What is Big Think?  

We are Big Idea Hunters…

We live in a time of information abundance, which far too many of us see as information overload. With the sum total of human knowledge, past and present, at our fingertips, we’re faced with a crisis of attention: which ideas should we engage with, and why? Big Think is an evolving roadmap to the best thinking on the planet — the ideas that can help you think flexibly and act decisively in a multivariate world.

A word about Big Ideas and Themes — The architecture of Big Think

Big ideas are lenses for envisioning the future. Every article and video on bigthink.com and on our learning platforms is based on an emerging “big idea” that is significant, widely relevant, and actionable. We’re sifting the noise for the questions and insights that have the power to change all of our lives, for decades to come. For example, reverse-engineering is a big idea in that the concept is increasingly useful across multiple disciplines, from education to nanotechnology.

Themes are the seven broad umbrellas under which we organize the hundreds of big ideas that populate Big Think. They include New World Order, Earth and Beyond, 21st Century Living, Going Mental, Extreme Biology, Power and Influence, and Inventing the Future.

Big Think Features:

12,000+ Expert Videos

1

Browse videos featuring experts across a wide range of disciplines, from personal health to business leadership to neuroscience.

Watch videos

World Renowned Bloggers

2

Big Think’s contributors offer expert analysis of the big ideas behind the news.

Go to blogs

Big Think Edge

3

Big Think’s Edge learning platform for career mentorship and professional development provides engaging and actionable courses delivered by the people who are shaping our future.

Find out more
Close

MXI Corp and Multilevel Marketing: Pyramid Schemes By Any Other Name Would Smell Like Chocolate

August 5, 2014, 9:30 AM
Chocolate_mxi

What's the Latest?

If a friend or colleague (or your hairdresser) has ever tried to sell you products from Herbalife, Avon or Amway, that person has also likely tried to recruit you to become a distributor yourself. As Max Ehrenfreund explains in the Washington Post, that friend, colleague or hairdresser is currently operating within a multilevel marketing (MLM) business model.

In his article, Ehrenfreund tells the story of a New Mexico couple whose lives unraveled when they became distributors for MXI Corp., an MLM company that moves chocolate products, and bit off way more than they could chew.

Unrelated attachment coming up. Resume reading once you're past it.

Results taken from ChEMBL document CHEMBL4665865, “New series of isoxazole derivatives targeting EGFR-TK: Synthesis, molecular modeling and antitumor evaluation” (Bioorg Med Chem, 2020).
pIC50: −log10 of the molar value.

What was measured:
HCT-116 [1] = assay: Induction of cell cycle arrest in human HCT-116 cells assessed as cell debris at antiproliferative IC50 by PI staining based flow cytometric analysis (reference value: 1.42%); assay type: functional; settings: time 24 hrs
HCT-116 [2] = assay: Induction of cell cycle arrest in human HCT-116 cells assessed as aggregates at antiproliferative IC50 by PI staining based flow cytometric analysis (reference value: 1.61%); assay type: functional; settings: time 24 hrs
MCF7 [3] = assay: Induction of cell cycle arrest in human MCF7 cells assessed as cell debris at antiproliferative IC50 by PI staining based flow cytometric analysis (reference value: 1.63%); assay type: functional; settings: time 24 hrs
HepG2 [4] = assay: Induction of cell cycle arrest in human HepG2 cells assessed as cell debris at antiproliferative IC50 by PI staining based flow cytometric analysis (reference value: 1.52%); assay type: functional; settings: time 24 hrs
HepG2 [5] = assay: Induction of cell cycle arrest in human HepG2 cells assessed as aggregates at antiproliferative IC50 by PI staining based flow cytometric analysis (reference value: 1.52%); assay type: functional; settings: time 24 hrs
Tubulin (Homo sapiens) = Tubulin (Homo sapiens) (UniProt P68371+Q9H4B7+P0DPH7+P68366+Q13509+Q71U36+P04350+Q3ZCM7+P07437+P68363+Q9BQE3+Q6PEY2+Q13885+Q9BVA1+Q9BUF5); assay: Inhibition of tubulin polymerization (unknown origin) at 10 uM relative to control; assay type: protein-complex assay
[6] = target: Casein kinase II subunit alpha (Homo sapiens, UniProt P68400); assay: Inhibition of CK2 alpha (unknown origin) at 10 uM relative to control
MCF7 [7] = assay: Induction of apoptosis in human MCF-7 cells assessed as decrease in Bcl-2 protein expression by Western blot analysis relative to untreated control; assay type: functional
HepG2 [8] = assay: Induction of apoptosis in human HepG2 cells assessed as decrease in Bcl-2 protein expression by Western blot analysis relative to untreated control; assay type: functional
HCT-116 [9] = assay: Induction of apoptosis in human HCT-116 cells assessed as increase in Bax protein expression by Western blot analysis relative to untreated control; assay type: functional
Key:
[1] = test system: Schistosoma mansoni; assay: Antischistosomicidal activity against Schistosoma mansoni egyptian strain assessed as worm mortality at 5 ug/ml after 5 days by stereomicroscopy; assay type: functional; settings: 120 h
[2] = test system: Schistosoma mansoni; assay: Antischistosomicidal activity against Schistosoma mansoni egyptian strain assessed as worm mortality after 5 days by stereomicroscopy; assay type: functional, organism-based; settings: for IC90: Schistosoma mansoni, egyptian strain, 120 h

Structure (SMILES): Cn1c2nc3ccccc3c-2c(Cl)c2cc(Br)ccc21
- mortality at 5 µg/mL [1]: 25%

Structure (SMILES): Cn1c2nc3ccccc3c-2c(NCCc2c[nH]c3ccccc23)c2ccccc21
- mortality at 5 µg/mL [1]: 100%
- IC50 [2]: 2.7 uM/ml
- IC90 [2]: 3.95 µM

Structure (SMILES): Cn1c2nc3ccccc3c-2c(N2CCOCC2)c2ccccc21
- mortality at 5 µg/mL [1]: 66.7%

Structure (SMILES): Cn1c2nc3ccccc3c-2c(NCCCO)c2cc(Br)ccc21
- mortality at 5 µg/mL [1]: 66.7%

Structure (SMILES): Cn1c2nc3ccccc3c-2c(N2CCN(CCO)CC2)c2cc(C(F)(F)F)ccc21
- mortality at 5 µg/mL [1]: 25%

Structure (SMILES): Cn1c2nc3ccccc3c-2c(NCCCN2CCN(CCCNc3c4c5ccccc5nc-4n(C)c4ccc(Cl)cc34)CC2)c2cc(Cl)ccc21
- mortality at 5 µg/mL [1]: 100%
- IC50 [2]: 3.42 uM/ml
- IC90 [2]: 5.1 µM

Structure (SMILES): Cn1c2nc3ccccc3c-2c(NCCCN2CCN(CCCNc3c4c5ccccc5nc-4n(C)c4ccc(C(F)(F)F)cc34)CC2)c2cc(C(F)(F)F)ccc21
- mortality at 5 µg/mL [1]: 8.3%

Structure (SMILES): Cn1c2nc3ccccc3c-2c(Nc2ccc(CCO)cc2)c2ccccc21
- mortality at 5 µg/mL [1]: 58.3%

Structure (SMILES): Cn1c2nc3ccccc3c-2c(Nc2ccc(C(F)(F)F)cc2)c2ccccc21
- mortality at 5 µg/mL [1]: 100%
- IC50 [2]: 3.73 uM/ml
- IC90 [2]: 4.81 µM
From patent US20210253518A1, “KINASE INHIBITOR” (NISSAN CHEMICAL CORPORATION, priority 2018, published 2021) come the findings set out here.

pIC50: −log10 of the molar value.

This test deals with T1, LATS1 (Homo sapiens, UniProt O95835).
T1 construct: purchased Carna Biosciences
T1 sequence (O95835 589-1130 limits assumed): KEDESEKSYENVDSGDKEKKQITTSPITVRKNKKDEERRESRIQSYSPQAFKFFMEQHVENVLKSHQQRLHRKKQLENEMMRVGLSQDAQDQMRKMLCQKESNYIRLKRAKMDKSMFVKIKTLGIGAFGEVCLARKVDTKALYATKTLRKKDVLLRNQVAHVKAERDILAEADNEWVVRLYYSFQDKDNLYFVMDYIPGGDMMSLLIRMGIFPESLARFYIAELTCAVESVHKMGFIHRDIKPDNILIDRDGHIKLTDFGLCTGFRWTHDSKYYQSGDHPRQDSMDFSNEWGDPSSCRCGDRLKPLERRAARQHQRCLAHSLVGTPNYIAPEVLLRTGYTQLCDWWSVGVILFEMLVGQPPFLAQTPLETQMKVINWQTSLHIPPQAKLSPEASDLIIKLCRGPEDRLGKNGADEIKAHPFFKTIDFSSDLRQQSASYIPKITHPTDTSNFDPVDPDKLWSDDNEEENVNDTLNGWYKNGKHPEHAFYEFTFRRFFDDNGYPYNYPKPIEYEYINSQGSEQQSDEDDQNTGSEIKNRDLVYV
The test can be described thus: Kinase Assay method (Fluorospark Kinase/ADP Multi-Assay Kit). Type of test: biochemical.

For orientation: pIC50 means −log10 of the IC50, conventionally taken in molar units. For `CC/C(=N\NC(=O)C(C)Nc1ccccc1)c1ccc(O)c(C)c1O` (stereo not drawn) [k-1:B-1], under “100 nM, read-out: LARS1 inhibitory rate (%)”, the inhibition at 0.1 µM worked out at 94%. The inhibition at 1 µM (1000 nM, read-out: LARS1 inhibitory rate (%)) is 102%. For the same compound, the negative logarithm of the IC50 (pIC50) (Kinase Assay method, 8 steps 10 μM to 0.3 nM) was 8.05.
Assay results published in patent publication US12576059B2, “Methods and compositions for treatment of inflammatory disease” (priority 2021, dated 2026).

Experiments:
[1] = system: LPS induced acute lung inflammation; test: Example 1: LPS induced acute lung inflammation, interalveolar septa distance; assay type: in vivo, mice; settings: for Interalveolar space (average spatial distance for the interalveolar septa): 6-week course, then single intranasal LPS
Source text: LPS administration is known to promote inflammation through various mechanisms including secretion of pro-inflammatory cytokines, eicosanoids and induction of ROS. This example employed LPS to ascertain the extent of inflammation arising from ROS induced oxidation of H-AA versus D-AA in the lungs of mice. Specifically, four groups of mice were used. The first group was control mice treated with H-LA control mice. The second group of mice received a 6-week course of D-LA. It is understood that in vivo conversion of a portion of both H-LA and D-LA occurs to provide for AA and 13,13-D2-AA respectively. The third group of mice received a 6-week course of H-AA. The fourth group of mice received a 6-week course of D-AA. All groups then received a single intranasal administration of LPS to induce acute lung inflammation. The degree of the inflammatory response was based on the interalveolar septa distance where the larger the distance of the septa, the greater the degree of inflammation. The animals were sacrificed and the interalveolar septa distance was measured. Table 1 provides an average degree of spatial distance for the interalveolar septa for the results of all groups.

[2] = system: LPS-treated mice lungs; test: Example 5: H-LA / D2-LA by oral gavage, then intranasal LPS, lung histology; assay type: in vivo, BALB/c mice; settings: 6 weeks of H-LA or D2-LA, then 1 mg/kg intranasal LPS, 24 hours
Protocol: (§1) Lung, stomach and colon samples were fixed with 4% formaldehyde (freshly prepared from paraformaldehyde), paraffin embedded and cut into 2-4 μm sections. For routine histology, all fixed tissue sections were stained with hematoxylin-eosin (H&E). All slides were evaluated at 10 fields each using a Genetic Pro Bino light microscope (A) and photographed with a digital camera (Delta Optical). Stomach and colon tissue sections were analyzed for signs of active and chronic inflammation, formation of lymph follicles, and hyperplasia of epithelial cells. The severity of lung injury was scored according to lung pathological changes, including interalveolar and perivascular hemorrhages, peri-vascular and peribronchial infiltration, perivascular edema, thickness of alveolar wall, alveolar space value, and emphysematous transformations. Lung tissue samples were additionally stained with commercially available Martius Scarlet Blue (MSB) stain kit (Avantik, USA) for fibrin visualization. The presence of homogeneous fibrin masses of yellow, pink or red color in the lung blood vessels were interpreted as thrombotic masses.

What's the Big Idea?

Sad stories of broke MLM sellers are a dime a dozen, often telling of wide-eyed wannabe entrepreneurs who became consumed by their products and failed in their Sisyphian quest to turn a profit. Companies that employ multilevel marketing often rely on manipulative methods in order to recruit their sellers. These tactics contribute to accusations that the companies are pyramid schemes in disguise.

A traditional pyramid scheme involves people paying to join an organization and then getting kickbacks for every person they recruit. The business model is mathematically unsustainable and thus is illegal in the United States, among other countries. Allow Michael Scott to fully explain the concept:

Multilevel marketing companies such as MXI exhibit one notable wrinkle that makes them, in Ehrenfreund's words, ambiguous:

"Most of their customers are salespeople who also buy products for themselves... The industry's defenders point to these customers as evidence that the companies are filling a demand in the market. In surveys commissioned by the trade association, more than half of distributors identify discounts on products as a reason they joined the ranks of multilevel marketers."

Despite those claims, the number of success stories involving regular folks who became distributors are very, very few. You can chalk it up to "a fool and his money will soon part," but protections ought to be put in place to ensure those susceptible to the marketing pitch don't throw their lives away.

The next time a friend of yours tries to goad you into selling analeptic chocolates or legal insurance -- just run, don't walk.

Keep reading at Washington Post

Photo credit: gosphotodesign / Shutterstock

 

MXI Corp and Multilevel Mar...

Newsletter: Share: